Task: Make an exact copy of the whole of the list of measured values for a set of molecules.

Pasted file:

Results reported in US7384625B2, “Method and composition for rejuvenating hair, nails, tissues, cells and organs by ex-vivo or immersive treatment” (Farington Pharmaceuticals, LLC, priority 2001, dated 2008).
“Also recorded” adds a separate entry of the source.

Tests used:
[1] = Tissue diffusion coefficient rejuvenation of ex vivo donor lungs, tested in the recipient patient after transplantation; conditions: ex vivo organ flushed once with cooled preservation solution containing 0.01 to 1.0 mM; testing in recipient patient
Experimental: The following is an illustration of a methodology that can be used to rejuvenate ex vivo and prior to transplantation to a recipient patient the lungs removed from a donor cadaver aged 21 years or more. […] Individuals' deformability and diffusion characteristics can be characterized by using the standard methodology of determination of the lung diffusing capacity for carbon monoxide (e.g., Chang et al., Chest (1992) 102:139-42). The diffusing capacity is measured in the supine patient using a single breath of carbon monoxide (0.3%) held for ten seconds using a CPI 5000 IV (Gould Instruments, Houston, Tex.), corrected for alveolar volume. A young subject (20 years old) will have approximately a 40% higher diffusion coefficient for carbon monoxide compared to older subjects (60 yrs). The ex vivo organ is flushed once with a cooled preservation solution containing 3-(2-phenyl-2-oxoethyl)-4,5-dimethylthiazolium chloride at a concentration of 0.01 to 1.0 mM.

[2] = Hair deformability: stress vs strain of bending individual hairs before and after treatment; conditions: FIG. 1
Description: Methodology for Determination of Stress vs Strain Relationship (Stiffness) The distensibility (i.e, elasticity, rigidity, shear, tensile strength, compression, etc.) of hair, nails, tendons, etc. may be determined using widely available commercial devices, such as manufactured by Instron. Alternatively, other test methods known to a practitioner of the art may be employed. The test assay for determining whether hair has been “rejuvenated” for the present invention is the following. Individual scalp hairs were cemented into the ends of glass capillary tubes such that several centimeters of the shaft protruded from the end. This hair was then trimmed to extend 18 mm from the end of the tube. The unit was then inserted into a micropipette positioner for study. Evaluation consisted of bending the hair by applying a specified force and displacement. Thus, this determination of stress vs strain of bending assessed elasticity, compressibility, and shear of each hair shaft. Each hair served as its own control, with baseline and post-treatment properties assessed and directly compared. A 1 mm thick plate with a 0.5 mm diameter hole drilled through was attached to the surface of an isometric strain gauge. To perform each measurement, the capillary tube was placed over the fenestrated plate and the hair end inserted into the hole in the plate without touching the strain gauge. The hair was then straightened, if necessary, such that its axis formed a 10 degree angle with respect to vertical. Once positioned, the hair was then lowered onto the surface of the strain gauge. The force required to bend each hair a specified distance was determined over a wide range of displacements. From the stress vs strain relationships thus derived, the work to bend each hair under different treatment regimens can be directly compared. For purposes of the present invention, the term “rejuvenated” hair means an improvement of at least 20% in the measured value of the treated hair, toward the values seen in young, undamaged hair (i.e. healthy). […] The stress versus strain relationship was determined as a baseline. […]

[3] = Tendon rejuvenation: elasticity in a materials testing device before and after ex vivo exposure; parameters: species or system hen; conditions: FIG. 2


Results reported in US7384625B2, “Method and composition for rejuvenating hair, nails, tissues, cells and organs by ex-vivo or immersive treatment” (Farington Pharmaceuticals, LLC, priority 2001, dated 2008).
“Also recorded” adds a separate entry of the source.

Tests used:
[1] = Tissue diffusion coefficient rejuvenation of ex vivo donor lungs, tested in the recipient patient after transplantation; conditions: ex vivo organ flushed once with cooled preservation solution containing 0.01 to 1.0 mM; testing in recipient patient
Experimental: The following is an illustration of a methodology that can be used to rejuvenate ex vivo and prior to transplantation to a recipient patient the lungs removed from a donor cadaver aged 21 years or more. […] Individuals' deformability and diffusion characteristics can be characterized by using the standard methodology of determination of the lung diffusing capacity for carbon monoxide (e.g., Chang et al., Chest (1992) 102:139-42). The diffusing capacity is measured in the supine patient using a single breath of carbon monoxide (0.3%) held for ten seconds using a CPI 5000 IV (Gould Instruments, Houston, Tex.), corrected for alveolar volume. A young subject (20 years old) will have approximately a 40% higher diffusion coefficient for carbon monoxide compared to older subjects (60 yrs). The ex vivo organ is flushed once with a cooled preservation solution containing 3-(2-phenyl-2-oxoethyl)-4,5-dimethylthiazolium chloride at a concentration of 0.01 to 1.0 mM.

[2] = Hair deformability: stress vs strain of bending individual hairs before and after treatment; conditions: FIG. 1
Description: Methodology for Determination of Stress vs Strain Relationship (Stiffness) The distensibility (i.e, elasticity, rigidity, shear, tensile strength, compression, etc.) of hair, nails, tendons, etc. may be determined using widely available commercial devices, such as manufactured by Instron. Alternatively, other test methods known to a practitioner of the art may be employed. The test assay for determining whether hair has been “rejuvenated” for the present invention is the following. Individual scalp hairs were cemented into the ends of glass capillary tubes such that several centimeters of the shaft protruded from the end. This hair was then trimmed to extend 18 mm from the end of the tube. The unit was then inserted into a micropipette positioner for study. Evaluation consisted of bending the hair by applying a specified force and displacement. Thus, this determination of stress vs strain of bending assessed elasticity, compressibility, and shear of each hair shaft. Each hair served as its own control, with baseline and post-treatment properties assessed and directly compared. A 1 mm thick plate with a 0.5 mm diameter hole drilled through was attached to the surface of an isometric strain gauge. To perform each measurement, the capillary tube was placed over the fenestrated plate and the hair end inserted into the hole in the plate without touching the strain gauge. The hair was then straightened, if necessary, such that its axis formed a 10 degree angle with respect to vertical. Once positioned, the hair was then lowered onto the surface of the strain gauge. The force required to bend each hair a specified distance was determined over a wide range of displacements. From the stress vs strain relationships thus derived, the work to bend each hair under different treatment regimens can be directly compared. For purposes of the present invention, the term “rejuvenated” hair means an improvement of at least 20% in the measured value of the treated hair, toward the values seen in young, undamaged hair (i.e. healthy). […] The stress versus strain relationship was determined as a baseline. […]

[3] = Tendon rejuvenation: elasticity in a materials testing device before and after ex vivo exposure; parameters: species or system hen; conditions: FIG. 2